"behold, the Lord of the world, the Lord of hosts, shall cast forth the slain in his camp, as grapes that are trod in a winepress.''

And the high ones of stature shall be hewn down; the princes of Assyria, so boasted of as kings, Isaiah 10:8 comparable to tall trees, to oaks and cedars:

and the haughty shall be humbled; who, like their monarch, boasted of their wisdom and strength, Isaiah 10:12 but now both he and they will be brought very low.

Behold, the Lord, the LORD of hosts, shall lop the {z} bough with terror: and the high ones of stature shall be hewn down, and the haughty shall be humbled.

(z) Fear and destruction will come on Judah for the princes and the people will all be led away captive.

EXEGETICAL (ORIGINAL LANGUAGES)
33, 34. Just when the Assyrian is in sight of his goal, Jehovah smites him down. The description naturally passes into figurative and somewhat vague language. The image is that of a stately forest laid low by the axe-man.

Isaiah 10:33. The Lord Jehovah of Hosts, as in Isaiah 10:16.

The “high ones of stature,” and the “lofty ones” (R.V.) are the great trees; the epithets keep within the limits of the figure. For be humbled read lie low.

Isaiah 10:34. the thickets of the forest (R.V.) cf. ch. Isaiah 9:18. The verb in the first clause is probably passive: “shall be cut down.” Lebanon] Better, the Lebanon. Lebanon means “the white (mountain)”—either from its snows or its chalk cliffs—and in Hebr. prose always retains the art.; here, however, the reference is to its forests, which supply a figure for the Assyrian army.

a mighty one] or “a majestic One”—Jehovah Himself.Verse 33. - The Lord... shall lop the bough with terror. A check to the Assyrian arms is intended, but of what nature is not clear. The "lopping of the bough with terror" might indicate a panic, such as that which seized the Syrians and made Benhadad II. raise the siege of Samaria (2 Kings 7:6, 7). But the expressions used later on," hewn down," "cut down," "shall fall," rather imply a defeat. The yoke of the imperial power would then burst asunder. "And it will come to pass in that day, its burden will remove from thy shoulder, and its yoke from thy neck; and the yoke will be destroyed from the pressure of the fat." We have here two figures: in the first (cessabit onus ejus a cervice tua) Israel is represented as a beast of burden; in the second (et jugum ejus a collo tuo), as a beast of draught. And this second figure is divided again into two fields. For yâsūr merely affirms that the yoke, like the burden, will be taken away from Israel; but chubbal, that the yoke itself will snap, from the pressure of his fat strong neck against it. Knobel, who alters the text, objects to this on the ground that the yoke was a cross piece of wood, and not a collar. And no doubt the simple yoke is a cross piece of wood, which is fastened to the forehead of the ox (generally of two oxen yoked together: jumenta equals jugmenta, like jugum, from jungere); but the derivation of the name itself, ‛ol, from ‛âlal, points to the connection of the cross piece of wood with a collar, and here the yoke is expressly described as lying round the neck (and not merely fastened against the forehead). There is no necessity, therefore, to read chebel (chablo), as Knobel proposes; chubbal (Arabic chubbila) indicates her a corrumpi consequent upon a disrumpi. (On p'nē, vid., Job 41:5; and for the application of the term mippenē to energy manifesting itself in its effects, compare Psalm 68:3 as an example.) Moreover, as Kimchi has observed, in most instances the yoke creates a wound in the fat flesh of the ox by pressure and friction; but here the very opposite occurs, and the fatness of the ox leads to the destruction of the yoke (compare the figure of grafting employed in Romans 11:17, to which Paul gives a turn altogether contrary to nature). Salvation, as the double turn in the second figure affirms, comes no less from within (Isaiah 10:27) than from without (Isaiah 10:27). It is no less a consequence of the world-conquering grace at work in Isaiah, than a miracle wrought for Israel upon their foes.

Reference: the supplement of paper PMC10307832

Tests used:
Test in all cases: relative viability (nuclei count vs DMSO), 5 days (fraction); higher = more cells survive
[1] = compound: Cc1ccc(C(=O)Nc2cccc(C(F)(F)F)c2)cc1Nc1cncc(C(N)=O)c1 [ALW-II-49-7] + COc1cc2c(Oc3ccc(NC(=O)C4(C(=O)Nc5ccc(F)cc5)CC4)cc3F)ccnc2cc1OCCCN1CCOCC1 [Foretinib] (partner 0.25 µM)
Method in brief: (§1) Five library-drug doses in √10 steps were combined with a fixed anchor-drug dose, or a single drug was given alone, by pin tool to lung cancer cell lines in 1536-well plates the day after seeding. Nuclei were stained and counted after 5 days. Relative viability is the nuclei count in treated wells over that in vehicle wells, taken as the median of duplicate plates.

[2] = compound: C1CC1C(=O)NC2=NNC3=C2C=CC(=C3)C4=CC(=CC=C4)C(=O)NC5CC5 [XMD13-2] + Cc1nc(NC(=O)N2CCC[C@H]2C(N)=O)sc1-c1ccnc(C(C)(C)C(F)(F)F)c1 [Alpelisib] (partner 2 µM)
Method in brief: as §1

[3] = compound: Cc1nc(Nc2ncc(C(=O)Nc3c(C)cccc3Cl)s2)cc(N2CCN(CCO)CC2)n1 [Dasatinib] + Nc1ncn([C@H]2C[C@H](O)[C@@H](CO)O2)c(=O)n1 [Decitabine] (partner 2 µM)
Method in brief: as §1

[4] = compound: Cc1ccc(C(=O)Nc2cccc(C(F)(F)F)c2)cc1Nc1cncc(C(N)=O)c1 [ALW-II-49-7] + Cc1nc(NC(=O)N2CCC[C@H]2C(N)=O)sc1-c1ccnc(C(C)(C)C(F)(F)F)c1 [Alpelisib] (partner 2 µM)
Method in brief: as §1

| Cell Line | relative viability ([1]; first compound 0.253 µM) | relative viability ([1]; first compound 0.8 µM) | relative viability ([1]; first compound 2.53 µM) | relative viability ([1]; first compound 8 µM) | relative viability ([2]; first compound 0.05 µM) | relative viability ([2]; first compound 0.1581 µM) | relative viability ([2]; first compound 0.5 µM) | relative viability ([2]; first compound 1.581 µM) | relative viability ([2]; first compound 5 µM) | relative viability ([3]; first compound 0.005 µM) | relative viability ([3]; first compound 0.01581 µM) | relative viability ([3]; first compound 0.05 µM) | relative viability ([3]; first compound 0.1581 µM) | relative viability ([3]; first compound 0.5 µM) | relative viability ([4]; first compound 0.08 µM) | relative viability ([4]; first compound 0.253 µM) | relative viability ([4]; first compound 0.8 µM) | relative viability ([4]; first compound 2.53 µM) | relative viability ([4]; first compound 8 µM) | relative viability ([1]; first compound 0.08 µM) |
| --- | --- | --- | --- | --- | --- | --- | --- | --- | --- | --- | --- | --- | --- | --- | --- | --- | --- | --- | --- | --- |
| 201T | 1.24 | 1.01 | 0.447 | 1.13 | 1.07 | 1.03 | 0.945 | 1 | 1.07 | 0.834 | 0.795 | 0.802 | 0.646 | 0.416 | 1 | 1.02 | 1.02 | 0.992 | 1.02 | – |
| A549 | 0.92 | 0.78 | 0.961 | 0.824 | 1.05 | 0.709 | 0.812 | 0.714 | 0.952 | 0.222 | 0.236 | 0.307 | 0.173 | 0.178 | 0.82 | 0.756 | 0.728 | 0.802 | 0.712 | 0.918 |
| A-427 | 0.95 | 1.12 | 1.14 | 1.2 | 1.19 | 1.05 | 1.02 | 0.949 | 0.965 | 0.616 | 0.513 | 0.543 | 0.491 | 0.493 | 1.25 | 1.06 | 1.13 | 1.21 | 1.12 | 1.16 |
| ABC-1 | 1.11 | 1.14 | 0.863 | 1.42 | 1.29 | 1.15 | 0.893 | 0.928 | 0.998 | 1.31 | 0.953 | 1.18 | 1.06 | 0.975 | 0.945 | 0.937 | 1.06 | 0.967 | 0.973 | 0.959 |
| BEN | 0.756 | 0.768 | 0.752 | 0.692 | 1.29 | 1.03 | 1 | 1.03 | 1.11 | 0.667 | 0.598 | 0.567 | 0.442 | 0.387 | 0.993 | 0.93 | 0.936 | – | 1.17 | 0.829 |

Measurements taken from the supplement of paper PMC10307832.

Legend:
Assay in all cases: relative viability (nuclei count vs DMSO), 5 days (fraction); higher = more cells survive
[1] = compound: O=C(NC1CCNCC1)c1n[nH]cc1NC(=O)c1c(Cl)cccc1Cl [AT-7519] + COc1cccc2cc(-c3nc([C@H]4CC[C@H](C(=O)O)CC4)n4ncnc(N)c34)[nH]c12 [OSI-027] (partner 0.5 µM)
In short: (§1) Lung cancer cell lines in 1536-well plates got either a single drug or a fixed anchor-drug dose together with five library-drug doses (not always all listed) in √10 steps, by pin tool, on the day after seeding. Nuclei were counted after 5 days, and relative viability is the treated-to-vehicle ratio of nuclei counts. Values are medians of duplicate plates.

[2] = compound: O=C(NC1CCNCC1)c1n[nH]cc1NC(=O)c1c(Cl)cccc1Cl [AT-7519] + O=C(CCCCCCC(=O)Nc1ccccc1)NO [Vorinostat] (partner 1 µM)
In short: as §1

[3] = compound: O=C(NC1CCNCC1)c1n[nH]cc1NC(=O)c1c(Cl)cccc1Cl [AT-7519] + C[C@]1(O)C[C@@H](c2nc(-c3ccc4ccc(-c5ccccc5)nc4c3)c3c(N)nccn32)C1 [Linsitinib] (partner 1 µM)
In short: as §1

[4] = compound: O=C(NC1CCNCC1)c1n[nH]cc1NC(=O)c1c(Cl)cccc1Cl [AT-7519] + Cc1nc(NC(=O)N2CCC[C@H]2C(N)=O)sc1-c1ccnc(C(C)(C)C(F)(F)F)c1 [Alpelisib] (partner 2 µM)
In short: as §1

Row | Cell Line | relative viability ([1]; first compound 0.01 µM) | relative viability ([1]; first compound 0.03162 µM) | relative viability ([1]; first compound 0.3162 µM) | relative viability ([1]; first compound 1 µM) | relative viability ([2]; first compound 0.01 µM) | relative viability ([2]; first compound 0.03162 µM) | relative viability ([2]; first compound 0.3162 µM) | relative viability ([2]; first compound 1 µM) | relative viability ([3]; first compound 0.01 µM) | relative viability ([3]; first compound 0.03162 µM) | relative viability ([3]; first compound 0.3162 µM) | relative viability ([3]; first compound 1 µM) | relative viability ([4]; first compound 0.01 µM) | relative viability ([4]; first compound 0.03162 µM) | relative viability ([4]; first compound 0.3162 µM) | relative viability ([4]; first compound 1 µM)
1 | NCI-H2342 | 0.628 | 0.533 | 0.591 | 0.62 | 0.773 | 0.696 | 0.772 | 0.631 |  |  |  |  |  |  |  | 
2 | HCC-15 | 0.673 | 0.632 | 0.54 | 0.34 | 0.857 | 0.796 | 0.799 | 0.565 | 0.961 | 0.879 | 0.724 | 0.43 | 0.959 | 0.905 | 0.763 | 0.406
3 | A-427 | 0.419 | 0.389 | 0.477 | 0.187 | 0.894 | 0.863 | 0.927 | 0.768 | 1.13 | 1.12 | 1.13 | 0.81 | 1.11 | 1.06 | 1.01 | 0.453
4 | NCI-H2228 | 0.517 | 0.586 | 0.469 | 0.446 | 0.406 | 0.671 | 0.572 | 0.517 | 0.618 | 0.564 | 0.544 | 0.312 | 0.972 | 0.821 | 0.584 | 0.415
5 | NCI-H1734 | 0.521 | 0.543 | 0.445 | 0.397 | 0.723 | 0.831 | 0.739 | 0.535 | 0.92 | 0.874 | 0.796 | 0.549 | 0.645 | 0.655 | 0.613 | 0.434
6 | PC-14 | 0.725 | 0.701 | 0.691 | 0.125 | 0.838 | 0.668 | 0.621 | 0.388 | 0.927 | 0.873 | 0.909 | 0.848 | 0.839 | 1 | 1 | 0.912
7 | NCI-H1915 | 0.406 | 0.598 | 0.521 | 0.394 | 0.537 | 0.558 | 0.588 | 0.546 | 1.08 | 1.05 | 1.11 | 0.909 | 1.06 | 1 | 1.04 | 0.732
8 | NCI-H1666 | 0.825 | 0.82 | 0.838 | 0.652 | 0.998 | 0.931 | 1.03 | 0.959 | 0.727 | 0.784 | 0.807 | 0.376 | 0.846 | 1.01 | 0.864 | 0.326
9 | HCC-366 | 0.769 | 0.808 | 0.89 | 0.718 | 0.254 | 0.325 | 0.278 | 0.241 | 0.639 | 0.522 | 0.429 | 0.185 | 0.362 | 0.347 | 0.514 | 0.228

The prophet now proceeds to describe how the Assyrian army advances steadily towards Jerusalem, spreading terror on every hand, and how, when planted there like a towering forest, it falls to the ground before the irresistible might of Jehovah. Eichhorn and Hitzig pronounce this prophecy a vaticinium post eventum, because of its far too special character; but Knobel regards it as a prophecy, because no Assyrian king ever did take the course described; in other words, as a mere piece of imagination, as Ewald maintains. Now, no doubt the Assyrian army, when it marched against Jerusalem, came from the southwest, namely, from the road to Egypt, and not directly from the north. Sennacherib had conquered Lachish; he then encamped before Libnah, and it was thence that he advanced towards Jerusalem. But the prophet had no intention of giving a fragment out of the history of the war: all that he meant to do was to give a lively representation of the future fact, that after devastating the land of Judah, the Assyrian would attack Jerusalem. There is no necessity whatever to contend, as Drechsler does, against calling the description an ideal one. There is all the difference in the world between idea and imagination. Idea is the essential root of the real, and the reality is its historical form. This form, its essential manifestation, may be either this or that, so far as individual features are concerned, without any violation of its essential character. What the prophet here predicts has, when properly interpreted, been all literally fulfilled. The Assyrian did come from the north with the storm-steps of a conqueror, and the cities named were really exposed to the dangers and terrors of war. And this was what the prophet depicted, looking as he did from a divine eminence, and drawing from the heart of the divine counsels, and then painting the future with colours which were but the broken lights of those counsels as they existed in his own mind.